I was part of the hype when it became cool to own a ‘sweet fixie’. You have to start some where right?! And in some cases this is where I actually admire the whole fixed gear scene past and present.
Looking back I can see myself as that totally hipsterized ‘sweet fixeh’ student rolling around on a bright blue bike with deep section rims etc (photo below for pure cringe chuckles)… I even had the whole ‘Oh just locking my bike up at art school’ thing too… I know, Cringeeeee.
From my perspective it seems that a lot of fixed gear riders that used to be in for the scene are now doing big miles in full lycra and even racing fixed track criteriums.
The Red Hook Crit has a big part to play in that, going strong for 2 years now and continuely growing in size. All of a sudden fixed gear got serious. The usual fixie skiddah in full lycra warming up on rollers? What happened?!
Well to some degree yes it did get serious. But it’s always been serious! Racing at the Velodromes has existed longer then the ‘sweet fixie culture’… This is just part of the evolution though. Alley cats were/are great but the ‘true’ messenger’s kicked up a fuss because every tom dick and harry wanted to play along so something else had to give. With the likes of Kinoko’s Hunt race and the London Nocturne track crit event these fixed crit races have become quite popular in the last year.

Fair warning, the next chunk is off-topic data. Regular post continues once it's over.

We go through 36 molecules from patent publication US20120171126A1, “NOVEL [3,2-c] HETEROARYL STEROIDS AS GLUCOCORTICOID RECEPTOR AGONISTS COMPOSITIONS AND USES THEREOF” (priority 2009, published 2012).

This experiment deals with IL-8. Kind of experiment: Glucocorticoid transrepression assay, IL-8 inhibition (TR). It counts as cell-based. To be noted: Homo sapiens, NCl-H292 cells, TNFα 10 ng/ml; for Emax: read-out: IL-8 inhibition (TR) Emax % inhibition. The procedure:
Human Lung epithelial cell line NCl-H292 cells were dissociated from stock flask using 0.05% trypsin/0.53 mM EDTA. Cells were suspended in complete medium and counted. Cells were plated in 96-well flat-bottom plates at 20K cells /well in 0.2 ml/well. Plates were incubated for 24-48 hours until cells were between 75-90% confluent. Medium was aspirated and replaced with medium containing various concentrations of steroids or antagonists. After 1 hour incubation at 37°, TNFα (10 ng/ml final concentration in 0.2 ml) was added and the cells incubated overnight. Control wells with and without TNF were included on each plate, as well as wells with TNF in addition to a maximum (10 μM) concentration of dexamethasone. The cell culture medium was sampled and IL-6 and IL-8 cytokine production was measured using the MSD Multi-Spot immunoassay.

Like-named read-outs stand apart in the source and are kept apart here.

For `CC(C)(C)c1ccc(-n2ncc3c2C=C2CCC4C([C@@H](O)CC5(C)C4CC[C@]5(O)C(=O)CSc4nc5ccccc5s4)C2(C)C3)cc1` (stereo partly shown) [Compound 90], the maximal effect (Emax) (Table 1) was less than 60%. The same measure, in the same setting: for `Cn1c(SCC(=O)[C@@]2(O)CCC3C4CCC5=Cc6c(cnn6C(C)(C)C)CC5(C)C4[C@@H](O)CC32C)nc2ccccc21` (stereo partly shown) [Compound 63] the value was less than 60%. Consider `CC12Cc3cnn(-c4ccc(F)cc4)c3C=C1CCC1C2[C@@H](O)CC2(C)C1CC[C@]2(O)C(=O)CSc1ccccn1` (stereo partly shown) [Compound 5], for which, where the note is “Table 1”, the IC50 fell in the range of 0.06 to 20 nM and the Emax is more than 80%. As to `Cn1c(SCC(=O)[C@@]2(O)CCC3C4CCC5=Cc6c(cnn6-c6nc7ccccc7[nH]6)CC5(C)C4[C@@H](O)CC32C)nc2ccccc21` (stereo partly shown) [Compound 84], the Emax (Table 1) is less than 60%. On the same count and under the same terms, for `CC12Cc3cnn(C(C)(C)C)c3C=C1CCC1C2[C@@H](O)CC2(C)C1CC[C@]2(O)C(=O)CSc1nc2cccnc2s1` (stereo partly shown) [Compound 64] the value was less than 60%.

Again looking back in retrospect from what type of cyclist I used to be to what kind of cyclist I am know it’s almost unimaginable to see the change. I still remember my longest ride out of Glasgow to Wheel Craft, 13 milesof pain… How times change aye?
I don’t think the scene will ever die nor do I think it will quieten down – it simply changes within time, whether you’re on board, just boarding or jumping ship – it’ll still be here.
Fixed gear got me into cycling, it started a passion that sits with me day in, day out. It gave me the appreciation for my own athletic ability which I believe so many of us take for granted these days.